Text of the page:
Light therapy might sound and look like something out of a science fiction film, but it’s based on a few long understood principles that guide skincare. For decades now, light therapy has been used to treat a range of skin conditions.
Psoriasis isn’t fully understood, but doctors do know what it often causes. Most cases of psoriasis are described as ‘plaque psoriasis.’ Plaque refers to the silvery, inflamed and often red patch of flaky skin that psoriasis causes. In some people, the skin overproduces skin cells, meaning that these layers need to be shed much faster than is natural. This results in the appearance of these plaques, and can cause itching and irritation to name just a few symptoms. Psoriasis can also cause nail irregularities like pitting and flaking.
Light therapy treats psoriasis using particular technologies. Narrowband UVB light therapy is the procedure most often prescribed to treat psoriasis. UVB radiation, which is contained in sunlight and some artificial lights, can slow the production of new skin cells. In the past, people with psoriasis were encouraged to sunbathe, but we know that’s not a very safe method for treating the condition any longer. Though UVB light can cause sun damage in the light therapy devices used by dermatologists, they’re able to be controlled to prevent damage to your skin. With narrowband UVB light therapy, you get all the benefits of sunlight without the associated risks, indoors and administered by or with the advice of a licensed dermatologist. UVB light therapy can even treat psoriasis of the nails, where topical drugs are much less effective.
Vitiligo is not the most common of skin conditions, but its effects are still felt by millions each year. Vitiligo is likely an autoimmune response that occurs in the skin in which the body’s immune system mistakes melanocytes for harmful cells. The body attacks and destroys these melanocytes, which are responsible for producing melanin. Melanin is the protein in the skin responsible for giving it pigmentation. When the melanocytes die off, skin loses all pigmentation in patches in one or more places on the body.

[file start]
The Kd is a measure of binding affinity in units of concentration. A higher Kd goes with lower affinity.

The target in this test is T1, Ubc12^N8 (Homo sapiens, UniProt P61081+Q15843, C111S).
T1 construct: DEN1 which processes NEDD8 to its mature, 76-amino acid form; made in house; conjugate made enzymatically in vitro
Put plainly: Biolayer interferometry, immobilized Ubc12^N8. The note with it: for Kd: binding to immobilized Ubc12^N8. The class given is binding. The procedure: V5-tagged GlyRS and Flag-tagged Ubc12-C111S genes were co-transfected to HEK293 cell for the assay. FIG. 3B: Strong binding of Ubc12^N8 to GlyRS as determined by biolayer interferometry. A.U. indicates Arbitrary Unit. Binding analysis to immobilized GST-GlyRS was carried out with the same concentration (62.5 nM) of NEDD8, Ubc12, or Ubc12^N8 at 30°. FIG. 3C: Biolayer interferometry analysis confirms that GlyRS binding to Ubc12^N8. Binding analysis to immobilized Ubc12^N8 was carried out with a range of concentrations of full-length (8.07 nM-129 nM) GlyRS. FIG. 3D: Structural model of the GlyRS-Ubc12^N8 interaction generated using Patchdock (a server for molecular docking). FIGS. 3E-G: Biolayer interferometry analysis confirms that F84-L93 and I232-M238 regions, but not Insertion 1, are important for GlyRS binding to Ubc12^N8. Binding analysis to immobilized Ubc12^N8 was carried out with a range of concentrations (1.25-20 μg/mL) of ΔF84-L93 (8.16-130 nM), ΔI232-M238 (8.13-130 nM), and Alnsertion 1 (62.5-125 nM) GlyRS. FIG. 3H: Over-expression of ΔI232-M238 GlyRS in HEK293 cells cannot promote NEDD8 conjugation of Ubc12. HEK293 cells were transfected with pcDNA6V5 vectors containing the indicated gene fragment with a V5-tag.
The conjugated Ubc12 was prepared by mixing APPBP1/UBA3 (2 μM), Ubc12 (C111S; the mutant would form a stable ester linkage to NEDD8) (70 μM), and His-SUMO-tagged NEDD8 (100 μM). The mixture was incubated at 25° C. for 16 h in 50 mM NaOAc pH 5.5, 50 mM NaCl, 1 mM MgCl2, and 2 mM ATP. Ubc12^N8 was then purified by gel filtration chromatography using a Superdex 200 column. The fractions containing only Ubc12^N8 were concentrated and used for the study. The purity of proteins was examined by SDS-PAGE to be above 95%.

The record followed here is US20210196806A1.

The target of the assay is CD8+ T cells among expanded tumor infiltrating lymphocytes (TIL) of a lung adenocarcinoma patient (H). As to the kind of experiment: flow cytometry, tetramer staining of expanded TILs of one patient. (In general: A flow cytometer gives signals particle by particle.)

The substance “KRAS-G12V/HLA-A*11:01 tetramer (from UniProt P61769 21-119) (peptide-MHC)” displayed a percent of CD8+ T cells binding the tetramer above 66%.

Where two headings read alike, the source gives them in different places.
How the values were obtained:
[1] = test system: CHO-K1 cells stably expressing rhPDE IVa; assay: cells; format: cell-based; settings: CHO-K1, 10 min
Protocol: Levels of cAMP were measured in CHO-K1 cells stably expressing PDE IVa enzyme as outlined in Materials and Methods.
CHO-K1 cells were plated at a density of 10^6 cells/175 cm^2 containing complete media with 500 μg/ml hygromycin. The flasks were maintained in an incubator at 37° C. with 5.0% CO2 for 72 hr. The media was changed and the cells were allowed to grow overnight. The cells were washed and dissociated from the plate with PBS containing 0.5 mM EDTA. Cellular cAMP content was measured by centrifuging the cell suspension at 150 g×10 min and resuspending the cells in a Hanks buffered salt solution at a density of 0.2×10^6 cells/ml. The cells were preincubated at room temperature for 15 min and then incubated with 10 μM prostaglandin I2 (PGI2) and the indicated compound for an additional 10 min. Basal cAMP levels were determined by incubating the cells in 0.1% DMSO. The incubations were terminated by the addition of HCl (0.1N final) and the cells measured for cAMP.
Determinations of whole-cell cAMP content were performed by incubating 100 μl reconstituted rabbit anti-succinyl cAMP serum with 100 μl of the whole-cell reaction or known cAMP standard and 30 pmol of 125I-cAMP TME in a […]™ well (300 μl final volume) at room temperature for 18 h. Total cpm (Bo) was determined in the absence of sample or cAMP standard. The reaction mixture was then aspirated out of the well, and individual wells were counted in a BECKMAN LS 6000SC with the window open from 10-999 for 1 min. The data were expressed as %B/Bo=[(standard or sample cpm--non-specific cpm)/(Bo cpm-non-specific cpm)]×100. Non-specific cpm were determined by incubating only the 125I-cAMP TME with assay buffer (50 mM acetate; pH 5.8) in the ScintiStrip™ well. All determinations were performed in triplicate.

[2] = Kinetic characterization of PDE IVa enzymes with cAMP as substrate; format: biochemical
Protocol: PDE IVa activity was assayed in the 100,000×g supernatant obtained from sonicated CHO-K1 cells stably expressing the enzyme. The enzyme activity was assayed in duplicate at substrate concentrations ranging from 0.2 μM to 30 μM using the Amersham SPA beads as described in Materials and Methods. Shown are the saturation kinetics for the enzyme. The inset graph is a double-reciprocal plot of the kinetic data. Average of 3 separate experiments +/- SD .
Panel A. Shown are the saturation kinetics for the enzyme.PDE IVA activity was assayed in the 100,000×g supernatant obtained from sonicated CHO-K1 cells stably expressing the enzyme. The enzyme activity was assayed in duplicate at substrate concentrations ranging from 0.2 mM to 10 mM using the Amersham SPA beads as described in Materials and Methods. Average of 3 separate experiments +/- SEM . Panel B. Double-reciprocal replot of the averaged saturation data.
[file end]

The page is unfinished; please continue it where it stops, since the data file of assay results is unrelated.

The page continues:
Light therapy treats vitiligo simply and effectively, in a number of cases. Affected skin is exposed to light in a controlled setting, and it becomes darker in color, eventually coming close to or matching the surrounding skin tone. Essentially, light therapy works against vitiligo as a hyper-focused tanning device. Tanning is dangerous and shouldn’t be done at salons or in the sun, however. Your dermatologist can determine the correct amount of UV exposure for your skin, and administer it or provide you with a device and the training to do it yourself at home. Light therapy for vitiligo, much like other conditions, needs to be sustained for results to stay visible.
There are other conditions that light therapy can treat, including precancerous lesions known as actinic keratosis. First, a doctor applies a photosensitive topical agent to the treatment area. When this drug is exposed to light, the reaction it creates damages the lesion and can eradicate the precancerous cells. This is a very good way to prevent skin cancer from developing, so it’s important to pay attention to your skin and keep an eye on any changes it may be undergoing. Some kinds of skin cancer can actually be treated with light therapy in a similar manner, and even cosmetic conditions like acne might be best treated with light.
Want to know if you’re a good candidate for light therapy, or are you dealing with some changes to your skin? Light therapy can work for many people, so don’t hesitate to call the light therapy pros at Northeast Dermatology Associates.
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